SAN DIEGO -- Is there anything out there that can trip up Tiger Woods?
Nothing in the past six months anyway, at least on the PGA Tour, once again zoned as Woods' personal playground, just as it has been since last July when he started a winning streak at the British Open that reached seven straight yesterday with his fifth victory overall, and third straight, at the Buick Invitational.
Woods took the lead with six holes to go at Torrey Pines, wound up with a 6-under-par 66, nudged Charles Howell III by two shots, finished with a 15-under score of 273 and, as is his habit, dug deeper into the history books.
Woods' seven-tournament PGA Tour winning streak is the longest in 62 years, since Byron Nelson won 11 straight in 1945.
Woods had won six straight before, spanning 1999 and 2000, and Ben Hogan won six straight in 1948.
Howell said seven was obviously a lucky number, just not for him, only Woods.
"To win seven in a row ... I'd cut my arm off to win another one."
In addition to the subject of winning, Woods also is an expert in golf history, and he said that rolling a seven is something to remember.
"There's only one person that's ahead of you. You know, he's one of the greatest legends in the history of the game. To be in company like that, with Mr. Nelson, and Mr. Hogan up there as well, it's pretty special."
Starting the day two shots off the lead, Woods was still two shots behind Andrew Buckle until Buckle missed the green at the 12th, then missed a five-footer for bogey and wound up with a double bogey. Woods countered with a tap-in birdie at the 13th, took the lead by one shot and never looked back.
Soon, they may rename this place Tiger Pines. Woods has won here four times in the past five years, and yesterday's triumph was his 55th PGA Tour victory, with Arnold Palmer's total of 62 next on the list to pass.
Next for Woods is a European Tour event in Dubai, a mere 18 hours away in actual flight time. And after that, well, Woods wasn't saying. The Nissan Open at Riviera is usually on his PGA Tour list, but Woods seemed to hint that he's not going to be there.
"As far as when I'm going to play again, I don't know. Going to go to Dubai, play over there, come back and see how I feel."
Howell shot a 33 on the back nine and had a chance to catch Woods at the 18th when he stood over an eagle putt from 52 feet, but it stopped five feet from the hole. Woods, who drove into the same fairway bunker at the 18th for the third day in a row, had laid up and hit a wedge with his third shot, but the wind had shifted and the ball spun back into the second cut of the fringe in front of the green and rolled into a small hole.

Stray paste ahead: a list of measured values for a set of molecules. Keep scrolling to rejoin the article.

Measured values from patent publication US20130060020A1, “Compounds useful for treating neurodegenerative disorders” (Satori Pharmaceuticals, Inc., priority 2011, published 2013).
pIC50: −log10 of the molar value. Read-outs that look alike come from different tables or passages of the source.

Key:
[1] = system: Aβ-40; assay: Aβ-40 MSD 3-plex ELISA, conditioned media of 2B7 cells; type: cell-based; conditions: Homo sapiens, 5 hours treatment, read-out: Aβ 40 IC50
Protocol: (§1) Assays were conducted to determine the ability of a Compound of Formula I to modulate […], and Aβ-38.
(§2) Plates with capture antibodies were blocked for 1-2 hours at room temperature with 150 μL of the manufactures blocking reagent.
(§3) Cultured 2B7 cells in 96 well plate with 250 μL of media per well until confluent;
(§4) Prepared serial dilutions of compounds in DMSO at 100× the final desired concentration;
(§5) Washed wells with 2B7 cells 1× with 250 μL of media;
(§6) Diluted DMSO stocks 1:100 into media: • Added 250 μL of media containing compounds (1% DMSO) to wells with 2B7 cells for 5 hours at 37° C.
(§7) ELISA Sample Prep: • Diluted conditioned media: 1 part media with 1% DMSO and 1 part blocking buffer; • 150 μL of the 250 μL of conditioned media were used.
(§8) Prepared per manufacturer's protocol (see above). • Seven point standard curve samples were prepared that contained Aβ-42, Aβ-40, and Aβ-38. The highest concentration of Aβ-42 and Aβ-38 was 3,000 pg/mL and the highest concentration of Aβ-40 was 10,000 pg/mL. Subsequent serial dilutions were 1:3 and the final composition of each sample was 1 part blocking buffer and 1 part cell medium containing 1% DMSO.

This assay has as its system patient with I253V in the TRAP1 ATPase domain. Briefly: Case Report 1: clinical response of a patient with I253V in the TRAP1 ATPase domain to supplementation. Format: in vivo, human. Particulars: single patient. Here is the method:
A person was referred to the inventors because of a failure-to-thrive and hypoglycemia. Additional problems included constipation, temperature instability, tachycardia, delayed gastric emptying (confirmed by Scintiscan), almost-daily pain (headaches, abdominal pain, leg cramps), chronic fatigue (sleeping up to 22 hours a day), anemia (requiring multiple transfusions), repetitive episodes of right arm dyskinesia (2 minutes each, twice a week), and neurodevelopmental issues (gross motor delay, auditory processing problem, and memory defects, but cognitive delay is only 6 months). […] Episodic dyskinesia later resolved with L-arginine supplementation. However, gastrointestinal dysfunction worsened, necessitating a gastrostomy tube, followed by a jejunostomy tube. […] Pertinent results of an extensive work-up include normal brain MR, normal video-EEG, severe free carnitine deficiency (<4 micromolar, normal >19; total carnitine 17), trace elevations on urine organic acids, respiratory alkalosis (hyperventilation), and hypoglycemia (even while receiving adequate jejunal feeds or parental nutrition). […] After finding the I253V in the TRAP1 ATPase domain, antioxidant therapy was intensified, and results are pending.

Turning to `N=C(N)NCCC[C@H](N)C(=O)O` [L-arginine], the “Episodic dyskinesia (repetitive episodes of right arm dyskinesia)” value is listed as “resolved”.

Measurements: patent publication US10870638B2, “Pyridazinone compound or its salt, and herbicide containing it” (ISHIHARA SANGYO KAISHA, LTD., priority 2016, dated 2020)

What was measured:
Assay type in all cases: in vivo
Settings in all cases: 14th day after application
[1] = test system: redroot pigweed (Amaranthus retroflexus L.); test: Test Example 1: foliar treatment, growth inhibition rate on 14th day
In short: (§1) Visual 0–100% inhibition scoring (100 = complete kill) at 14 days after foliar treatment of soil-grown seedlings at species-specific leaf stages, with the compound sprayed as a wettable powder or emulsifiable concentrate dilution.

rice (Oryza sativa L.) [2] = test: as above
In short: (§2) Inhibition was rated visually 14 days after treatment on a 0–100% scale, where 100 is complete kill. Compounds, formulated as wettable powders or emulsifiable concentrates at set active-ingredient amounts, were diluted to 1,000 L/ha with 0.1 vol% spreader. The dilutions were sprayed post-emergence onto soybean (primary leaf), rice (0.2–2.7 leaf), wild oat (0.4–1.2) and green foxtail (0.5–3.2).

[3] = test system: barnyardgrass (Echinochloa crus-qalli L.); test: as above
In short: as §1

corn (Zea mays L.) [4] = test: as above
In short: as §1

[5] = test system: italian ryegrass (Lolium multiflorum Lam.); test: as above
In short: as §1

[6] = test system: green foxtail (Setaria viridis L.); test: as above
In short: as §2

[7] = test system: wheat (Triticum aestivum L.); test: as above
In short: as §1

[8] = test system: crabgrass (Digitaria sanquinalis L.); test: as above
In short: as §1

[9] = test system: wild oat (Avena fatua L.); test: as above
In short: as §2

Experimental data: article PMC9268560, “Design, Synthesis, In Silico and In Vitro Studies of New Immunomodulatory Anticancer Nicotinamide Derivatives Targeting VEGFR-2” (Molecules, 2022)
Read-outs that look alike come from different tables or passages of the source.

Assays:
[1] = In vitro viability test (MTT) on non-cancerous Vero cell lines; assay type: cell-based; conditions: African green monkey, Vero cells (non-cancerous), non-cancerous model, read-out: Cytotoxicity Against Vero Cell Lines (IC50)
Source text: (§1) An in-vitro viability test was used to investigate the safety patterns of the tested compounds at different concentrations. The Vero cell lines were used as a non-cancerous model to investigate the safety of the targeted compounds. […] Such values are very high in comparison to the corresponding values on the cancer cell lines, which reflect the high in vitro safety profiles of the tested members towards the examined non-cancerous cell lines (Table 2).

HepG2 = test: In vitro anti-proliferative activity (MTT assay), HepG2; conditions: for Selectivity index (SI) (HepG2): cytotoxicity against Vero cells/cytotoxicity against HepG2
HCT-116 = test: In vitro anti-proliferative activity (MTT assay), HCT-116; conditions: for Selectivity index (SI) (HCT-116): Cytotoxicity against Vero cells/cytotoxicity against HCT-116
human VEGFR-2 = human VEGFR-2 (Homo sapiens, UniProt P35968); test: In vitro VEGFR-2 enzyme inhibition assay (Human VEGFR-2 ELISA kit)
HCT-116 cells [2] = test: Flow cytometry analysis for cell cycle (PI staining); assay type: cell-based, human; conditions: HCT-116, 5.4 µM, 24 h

It could have been trouble for anyone, but not this time. Woods hit a sand wedge to within three feet, made his par and closed out another victory.
It was almost routine, even if it didn't appear to be headed in that direction. Buckle, the third-round co-leader with fellow rookie Brandt Snedeker, reached 15-under par when he birdied the 10th hole, two shots better than Woods and Jeff Quinney and five shots ahead of Howell.
When Buckle made his double bogey at the 12th, Quinney made a similar miscue when he double-bogeyed the 14th, and both of them faded. Snedeker birdied the last hole for a 71 and finished third at 12-under 276.
Woods was steadfast on the most timely occasions. He announced his entry into the race when he made an eagle at the 609-yard, par-5, where he blasted a 3-wood from 283 yards and reached the green. From 26 feet away, Woods rolled in the putt, punctuated the event with a ritualistic fist pump, and caught Quinney at 13-under.
Howell, playing alongside Woods, finished second for the second time this year. He could only shake his head.
"Well, it ain't easy beating that guy."
It's the fifth time in his 11 full years on the PGA Tour that Woods has started the year with a victory. And his closing 66 was the low round of the week on the punishing, 7,469-yard South Course. He had one bogey the last 36 holes.
"It's like what Jack [Nicklaus] had always said," Woods said. "Winning breeds winning, and the more you win, the more you understand how to do it, and you do it in different ways.
"I've done it with great ball-striking, I've done it with lousy ball-striking. I've done it with great putting and so-so putting and sometimes I've done it with my short game. It just breeds more and more confidence when you're put in that situation again."
Thomas Bonk writes for the Los Angeles Times.